2015 ORS 137.123¹
Provisions relating to concurrent and consecutive sentences

(1) A sentence imposed by the court may be made concurrent or consecutive to any other sentence which has been previously imposed or is simultaneously imposed upon the same defendant. The court may provide for consecutive sentences only in accordance with the provisions of this section. A sentence shall be deemed to be a concurrent term unless the judgment expressly provides for consecutive sentences.

(2) If a defendant is simultaneously sentenced for criminal offenses that do not arise from the same continuous and uninterrupted course of conduct, or if the defendant previously was sentenced by any other court within the United States to a sentence which the defendant has not yet completed, the court may impose a sentence concurrent with or consecutive to the other sentence or sentences.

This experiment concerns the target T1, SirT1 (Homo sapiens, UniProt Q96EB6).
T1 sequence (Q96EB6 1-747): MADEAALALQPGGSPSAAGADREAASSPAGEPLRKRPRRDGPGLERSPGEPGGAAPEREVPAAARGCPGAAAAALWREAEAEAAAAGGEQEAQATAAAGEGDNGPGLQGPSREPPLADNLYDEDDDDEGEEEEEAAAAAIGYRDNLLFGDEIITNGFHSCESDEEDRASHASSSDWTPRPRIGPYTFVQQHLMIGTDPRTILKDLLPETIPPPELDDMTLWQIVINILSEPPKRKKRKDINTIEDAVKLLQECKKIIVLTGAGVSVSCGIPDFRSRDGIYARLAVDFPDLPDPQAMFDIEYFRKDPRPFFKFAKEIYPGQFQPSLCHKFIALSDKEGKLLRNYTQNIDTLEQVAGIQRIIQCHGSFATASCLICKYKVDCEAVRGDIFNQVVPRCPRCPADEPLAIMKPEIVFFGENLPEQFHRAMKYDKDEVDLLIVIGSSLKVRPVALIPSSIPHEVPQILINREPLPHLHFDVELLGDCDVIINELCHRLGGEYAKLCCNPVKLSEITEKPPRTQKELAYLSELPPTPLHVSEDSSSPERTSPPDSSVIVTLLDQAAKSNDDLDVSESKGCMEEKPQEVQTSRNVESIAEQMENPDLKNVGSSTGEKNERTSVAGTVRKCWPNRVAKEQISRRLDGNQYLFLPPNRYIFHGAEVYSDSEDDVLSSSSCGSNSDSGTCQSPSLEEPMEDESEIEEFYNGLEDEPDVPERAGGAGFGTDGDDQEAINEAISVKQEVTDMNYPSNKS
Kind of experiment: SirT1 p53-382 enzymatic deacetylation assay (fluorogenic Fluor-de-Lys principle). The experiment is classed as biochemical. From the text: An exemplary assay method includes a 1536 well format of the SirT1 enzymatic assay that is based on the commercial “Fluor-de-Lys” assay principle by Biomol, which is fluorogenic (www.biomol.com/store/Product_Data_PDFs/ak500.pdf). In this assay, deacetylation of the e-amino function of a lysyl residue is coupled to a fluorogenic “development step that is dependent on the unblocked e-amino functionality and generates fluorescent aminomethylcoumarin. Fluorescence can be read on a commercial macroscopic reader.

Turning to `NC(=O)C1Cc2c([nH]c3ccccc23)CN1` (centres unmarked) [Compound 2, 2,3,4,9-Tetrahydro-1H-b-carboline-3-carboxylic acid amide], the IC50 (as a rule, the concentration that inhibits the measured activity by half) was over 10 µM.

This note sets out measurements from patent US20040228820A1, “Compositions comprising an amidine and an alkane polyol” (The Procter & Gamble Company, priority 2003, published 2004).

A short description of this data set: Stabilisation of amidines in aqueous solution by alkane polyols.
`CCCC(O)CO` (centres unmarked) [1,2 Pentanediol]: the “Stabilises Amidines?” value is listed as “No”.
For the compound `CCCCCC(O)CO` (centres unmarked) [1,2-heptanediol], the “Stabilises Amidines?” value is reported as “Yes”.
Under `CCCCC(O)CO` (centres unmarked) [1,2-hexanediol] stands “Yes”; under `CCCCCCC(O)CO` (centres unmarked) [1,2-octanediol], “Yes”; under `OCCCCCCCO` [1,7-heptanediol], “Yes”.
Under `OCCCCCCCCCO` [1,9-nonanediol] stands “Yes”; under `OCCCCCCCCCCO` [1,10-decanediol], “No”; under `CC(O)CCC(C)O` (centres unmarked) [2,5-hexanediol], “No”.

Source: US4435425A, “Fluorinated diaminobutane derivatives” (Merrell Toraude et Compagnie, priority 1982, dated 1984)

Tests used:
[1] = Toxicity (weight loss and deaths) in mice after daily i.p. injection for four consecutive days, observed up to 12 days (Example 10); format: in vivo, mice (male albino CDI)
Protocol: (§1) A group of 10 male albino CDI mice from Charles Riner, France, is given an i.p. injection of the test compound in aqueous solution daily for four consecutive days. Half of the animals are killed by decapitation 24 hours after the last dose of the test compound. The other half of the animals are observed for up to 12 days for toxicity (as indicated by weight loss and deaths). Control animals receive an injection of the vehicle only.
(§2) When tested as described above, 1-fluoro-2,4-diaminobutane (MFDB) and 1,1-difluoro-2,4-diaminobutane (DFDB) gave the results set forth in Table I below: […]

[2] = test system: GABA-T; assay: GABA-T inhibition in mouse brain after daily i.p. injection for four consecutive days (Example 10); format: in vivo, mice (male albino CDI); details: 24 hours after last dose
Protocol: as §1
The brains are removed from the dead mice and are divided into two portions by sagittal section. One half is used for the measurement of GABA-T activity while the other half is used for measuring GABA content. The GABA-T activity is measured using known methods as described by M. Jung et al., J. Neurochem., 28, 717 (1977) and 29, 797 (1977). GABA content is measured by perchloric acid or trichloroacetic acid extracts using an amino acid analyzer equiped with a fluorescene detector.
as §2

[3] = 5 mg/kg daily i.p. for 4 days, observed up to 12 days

(3) When a defendant is sentenced for a crime committed while the defendant was incarcerated after sentencing for the commission of a previous crime, the court shall provide that the sentence for the new crime be consecutive to the sentence for the previous crime.

(4) When a defendant has been found guilty of more than one criminal offense arising out of a continuous and uninterrupted course of conduct, the sentences imposed for each resulting conviction shall be concurrent unless the court complies with the procedures set forth in subsection (5) of this section.

(5) The court has discretion to impose consecutive terms of imprisonment for separate convictions arising out of a continuous and uninterrupted course of conduct only if the court finds:

(a) That the criminal offense for which a consecutive sentence is contemplated was not merely an incidental violation of a separate statutory provision in the course of the commission of a more serious crime but rather was an indication of defendant’s willingness to commit more than one criminal offense; or